"Wassail" appears in English literature as a salute as early as the 8C poem Beowulf, in references such as "warriors' wassail and words of power" and:
The rider sleepeth,
the hero, far-hidden; no harp resounds,
in the courts no wassail, as once was heard.
An anonymous Anglo-Norman Poet, who witnessed the Saxon toasting cry before the Battle of Hastings in 1066, wrote:
Rejoice and wassail
Pass the bottle and drink healthy
Drink backwards and drink to me
Drink half and drink empty.
In Saxon times the original Wassail was was a greeting meaning: "be in good health." In 12C, it became a toast, the response to the toast became drink hail, or "drink good health." Norman conquerors who arrived in the 11C regarded the toast as distinctive of the English natives.
A story told in Geoffrey of Monmouth's History of the Kings of Britain, written in 1135, purports to explain the origin of the toast:
The story of toasting 'wassail' begins when Renwein presented King Vortigern with a cup of wine and the salute 'Was hail.'
The story of toasting "wassail" begins when Renwein presented King Vortigern with a cup of wine and the salute "Was hail."
While Vortigern was being entertained at a royal banquet, the girl Renwein came out of an inner room carrying a golden goblet full of wine. She walked up to the King, curtsied low, and said "Lavert King, was hail!" When he saw the girl's face, Vortigern was greatly struck by her beauty and was filled with desire for her. He asked his interpreter what it was that the girl had said and what he ought to reply to her. "She called you Lord King and did you honour by drinking your health. What you should reply is 'drinc hail.'" Vortigern immediately said the words "drinc hail" and ordered Renwein to drink. Then he took the goblet from her hand, kissed her and drank in his turn.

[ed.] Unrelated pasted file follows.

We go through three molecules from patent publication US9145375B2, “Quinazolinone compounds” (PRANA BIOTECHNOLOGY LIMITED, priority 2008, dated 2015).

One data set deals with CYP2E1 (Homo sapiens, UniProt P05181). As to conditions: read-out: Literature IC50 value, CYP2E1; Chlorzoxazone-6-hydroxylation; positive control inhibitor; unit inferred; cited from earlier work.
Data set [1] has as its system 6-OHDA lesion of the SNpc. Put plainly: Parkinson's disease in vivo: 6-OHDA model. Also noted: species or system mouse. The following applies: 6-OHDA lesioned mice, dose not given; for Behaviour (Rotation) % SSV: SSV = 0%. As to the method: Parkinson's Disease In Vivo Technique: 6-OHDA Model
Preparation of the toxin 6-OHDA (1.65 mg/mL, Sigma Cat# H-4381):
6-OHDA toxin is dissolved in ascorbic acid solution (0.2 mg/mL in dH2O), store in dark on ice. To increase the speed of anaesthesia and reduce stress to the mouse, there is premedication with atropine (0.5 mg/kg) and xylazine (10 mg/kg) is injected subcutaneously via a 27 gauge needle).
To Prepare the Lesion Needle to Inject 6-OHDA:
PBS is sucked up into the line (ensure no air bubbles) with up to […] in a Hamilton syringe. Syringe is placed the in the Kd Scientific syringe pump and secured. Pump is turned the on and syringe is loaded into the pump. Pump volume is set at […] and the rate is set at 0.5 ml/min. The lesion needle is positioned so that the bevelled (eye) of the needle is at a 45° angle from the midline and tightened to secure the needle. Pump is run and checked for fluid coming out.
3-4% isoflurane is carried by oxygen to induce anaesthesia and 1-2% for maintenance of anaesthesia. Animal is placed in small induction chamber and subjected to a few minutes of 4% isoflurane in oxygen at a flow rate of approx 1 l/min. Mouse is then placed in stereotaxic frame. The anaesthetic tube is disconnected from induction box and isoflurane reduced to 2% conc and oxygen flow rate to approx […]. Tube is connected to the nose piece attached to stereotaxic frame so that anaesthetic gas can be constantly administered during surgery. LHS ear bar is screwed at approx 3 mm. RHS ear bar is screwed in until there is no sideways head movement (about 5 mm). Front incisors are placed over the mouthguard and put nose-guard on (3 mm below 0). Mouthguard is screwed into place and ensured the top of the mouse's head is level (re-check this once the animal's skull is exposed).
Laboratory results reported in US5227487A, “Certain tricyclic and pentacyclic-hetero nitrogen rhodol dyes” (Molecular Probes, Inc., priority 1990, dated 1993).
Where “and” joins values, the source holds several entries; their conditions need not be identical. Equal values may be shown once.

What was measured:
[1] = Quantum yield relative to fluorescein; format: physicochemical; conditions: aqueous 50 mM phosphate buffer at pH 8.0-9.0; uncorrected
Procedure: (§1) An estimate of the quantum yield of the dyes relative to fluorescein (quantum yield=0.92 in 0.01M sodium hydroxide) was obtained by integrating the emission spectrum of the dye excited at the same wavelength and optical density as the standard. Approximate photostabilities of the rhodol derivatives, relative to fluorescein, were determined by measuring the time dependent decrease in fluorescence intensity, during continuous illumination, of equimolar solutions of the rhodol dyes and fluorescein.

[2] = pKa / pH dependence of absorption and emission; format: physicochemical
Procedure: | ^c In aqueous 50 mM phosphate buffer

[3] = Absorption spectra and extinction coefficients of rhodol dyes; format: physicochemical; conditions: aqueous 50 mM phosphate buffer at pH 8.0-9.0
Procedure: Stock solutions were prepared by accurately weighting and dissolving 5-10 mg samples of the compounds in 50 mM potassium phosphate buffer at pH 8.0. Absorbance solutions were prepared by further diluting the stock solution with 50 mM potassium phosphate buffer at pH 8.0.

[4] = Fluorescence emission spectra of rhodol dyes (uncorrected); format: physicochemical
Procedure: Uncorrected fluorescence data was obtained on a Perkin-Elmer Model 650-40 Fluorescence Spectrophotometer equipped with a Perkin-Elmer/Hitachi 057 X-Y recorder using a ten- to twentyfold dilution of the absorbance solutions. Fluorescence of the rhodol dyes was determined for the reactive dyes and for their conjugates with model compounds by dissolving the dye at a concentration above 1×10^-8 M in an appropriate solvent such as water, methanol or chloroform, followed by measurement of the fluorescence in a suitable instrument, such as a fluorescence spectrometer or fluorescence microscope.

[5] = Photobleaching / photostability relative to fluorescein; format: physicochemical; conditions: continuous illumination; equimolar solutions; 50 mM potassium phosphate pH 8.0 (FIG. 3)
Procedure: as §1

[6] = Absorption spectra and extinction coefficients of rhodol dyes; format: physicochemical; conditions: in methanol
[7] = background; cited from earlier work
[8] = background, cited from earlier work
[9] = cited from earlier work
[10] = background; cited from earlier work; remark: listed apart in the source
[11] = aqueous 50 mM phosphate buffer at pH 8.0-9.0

Ronald Hutton in his The Rise and Fall of Merry England. Oxford, 1996, reports:"A 14Ctext by Peterd e Langtoft describes in detail the custom involving this vessel, to which the Tudor sources only refer in passing: the leader of a gathering took it and cried "Wassail" Old English for "your health". He was answered "Drink hail," and then passed it to another person with a kiss, so that these actions could be repeated by each. At the early Tudor court it was accompanied into the king's presence by the chief officers of the household, bearing staves. In great families it was made of precious metal- Edmund earl of March, leaving a silver one upon his death in 1382."
"The bowl is first mentioned by Matthew Paris in the 13C, as one in which cakes and fine white bread were communally dipped."
"Near the end of the 13C, Robert of Gloucester retold the legend of the marriage of the British king Vortigern with the Saxon princess Rowena, making the latter drink to the former with the words "waes heal."
"When Peter de Lantoft repeated the story in the 1320s, he portrayed people drinking alternately from the same cup with the exchange "wassaille" and "drinkhaille", exactly as in Tudor England. This sequence raises the possibility that the exchange became customary around 1300, but this, again cannot be proved."